Skyline Test

The Skyline test assesses the integrity of the posterior cruciate ligament (PCL) in the knee joint.


How to perform the Skyline test for PCL sprain

Position the patient supine (on their back) on the examination table. Flex the patient’s knees to approximately 90 degrees. Then look to see if the tibia drops compared with the uninjured knee.

If the tibia (shin bone) drops relative to the femur (thigh bone) when compared with the uninjured leg, then the test is positive. As a result, suggests possible laxity or injury to the posterior cruciate ligament (PCL). It’s important to compare the amount of posterior translation to the uninjured or contralateral knee to assess for any asymmetry.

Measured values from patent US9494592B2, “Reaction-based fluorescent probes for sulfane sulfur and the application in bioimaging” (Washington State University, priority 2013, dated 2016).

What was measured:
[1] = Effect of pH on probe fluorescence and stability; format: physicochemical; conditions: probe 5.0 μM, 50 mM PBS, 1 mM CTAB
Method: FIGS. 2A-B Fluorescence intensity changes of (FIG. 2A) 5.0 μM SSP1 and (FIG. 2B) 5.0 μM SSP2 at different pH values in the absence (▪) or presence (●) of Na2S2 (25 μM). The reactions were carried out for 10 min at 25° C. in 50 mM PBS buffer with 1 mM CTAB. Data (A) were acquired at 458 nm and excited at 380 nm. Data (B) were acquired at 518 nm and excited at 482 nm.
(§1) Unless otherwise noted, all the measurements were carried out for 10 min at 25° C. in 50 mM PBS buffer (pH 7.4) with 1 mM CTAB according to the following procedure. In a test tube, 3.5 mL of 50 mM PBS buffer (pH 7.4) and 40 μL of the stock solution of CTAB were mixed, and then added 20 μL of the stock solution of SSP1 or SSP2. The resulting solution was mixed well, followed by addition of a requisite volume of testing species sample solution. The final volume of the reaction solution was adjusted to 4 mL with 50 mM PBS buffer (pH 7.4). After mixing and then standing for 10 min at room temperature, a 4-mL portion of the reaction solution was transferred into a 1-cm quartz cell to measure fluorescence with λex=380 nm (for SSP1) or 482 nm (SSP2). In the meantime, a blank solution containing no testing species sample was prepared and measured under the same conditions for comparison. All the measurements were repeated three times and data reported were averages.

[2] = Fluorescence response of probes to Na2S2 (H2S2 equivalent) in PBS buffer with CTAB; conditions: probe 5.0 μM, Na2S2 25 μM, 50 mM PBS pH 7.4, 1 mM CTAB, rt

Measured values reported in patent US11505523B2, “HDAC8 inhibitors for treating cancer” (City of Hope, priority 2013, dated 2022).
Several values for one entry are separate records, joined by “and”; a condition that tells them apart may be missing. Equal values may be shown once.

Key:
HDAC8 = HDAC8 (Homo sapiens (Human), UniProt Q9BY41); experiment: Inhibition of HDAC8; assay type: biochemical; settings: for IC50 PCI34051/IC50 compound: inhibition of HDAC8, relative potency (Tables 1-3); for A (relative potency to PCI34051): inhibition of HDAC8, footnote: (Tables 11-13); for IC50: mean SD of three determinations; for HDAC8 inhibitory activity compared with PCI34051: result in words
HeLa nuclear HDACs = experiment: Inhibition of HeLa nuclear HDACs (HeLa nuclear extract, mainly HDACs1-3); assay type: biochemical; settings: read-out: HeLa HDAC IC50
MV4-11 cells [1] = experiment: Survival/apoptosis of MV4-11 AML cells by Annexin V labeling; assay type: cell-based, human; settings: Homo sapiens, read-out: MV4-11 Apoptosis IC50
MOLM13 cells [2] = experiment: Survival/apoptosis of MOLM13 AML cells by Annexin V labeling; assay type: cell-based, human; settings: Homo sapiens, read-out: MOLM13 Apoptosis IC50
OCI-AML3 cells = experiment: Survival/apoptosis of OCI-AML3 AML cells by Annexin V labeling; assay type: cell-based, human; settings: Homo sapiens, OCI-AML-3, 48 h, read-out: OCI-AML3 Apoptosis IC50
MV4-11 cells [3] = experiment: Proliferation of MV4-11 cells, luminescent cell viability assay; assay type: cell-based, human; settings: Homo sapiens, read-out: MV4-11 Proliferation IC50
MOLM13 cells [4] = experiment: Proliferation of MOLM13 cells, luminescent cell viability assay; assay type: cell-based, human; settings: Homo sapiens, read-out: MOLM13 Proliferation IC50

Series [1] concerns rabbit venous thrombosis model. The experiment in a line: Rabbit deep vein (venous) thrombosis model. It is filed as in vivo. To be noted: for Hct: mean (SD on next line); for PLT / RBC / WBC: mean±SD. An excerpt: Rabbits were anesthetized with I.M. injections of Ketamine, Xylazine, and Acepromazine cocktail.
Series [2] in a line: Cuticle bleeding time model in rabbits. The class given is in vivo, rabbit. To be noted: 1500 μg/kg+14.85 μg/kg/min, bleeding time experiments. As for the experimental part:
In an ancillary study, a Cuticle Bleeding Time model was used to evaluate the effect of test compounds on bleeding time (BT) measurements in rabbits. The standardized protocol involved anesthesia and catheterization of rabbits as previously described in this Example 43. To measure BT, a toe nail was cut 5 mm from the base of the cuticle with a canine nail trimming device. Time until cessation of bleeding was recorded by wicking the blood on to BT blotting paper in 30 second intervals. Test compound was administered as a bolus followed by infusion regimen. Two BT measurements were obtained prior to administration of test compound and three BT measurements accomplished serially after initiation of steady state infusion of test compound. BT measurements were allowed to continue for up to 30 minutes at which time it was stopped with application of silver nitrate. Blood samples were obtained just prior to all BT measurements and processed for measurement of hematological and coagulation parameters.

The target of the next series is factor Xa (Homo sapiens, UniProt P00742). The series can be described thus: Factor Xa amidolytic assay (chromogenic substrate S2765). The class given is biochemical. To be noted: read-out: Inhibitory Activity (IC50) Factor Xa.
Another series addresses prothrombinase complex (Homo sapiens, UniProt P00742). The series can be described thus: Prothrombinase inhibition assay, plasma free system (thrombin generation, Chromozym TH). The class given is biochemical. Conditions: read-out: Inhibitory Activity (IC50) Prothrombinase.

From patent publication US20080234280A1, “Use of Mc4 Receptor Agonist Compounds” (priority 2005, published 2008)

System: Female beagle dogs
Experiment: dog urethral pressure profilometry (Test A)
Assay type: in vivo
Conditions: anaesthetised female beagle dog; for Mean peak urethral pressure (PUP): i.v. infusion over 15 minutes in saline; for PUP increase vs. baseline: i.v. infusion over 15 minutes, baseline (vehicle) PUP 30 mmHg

The skyline test is particularly useful for assessing the integrity of the PCL, one of the major ligaments stabilizing the knee joint. A positive skyline test result may indicate the need for further evaluation with imaging studies, such as MRI, to confirm the diagnosis and assess the severity of the PCL injury.

A torn PCL is a rupture (sprain) of the posterior cruciate ligament in the knee joint. One cause is an impact to the front of the knee which causes your knee joint to bend back the wrong way.

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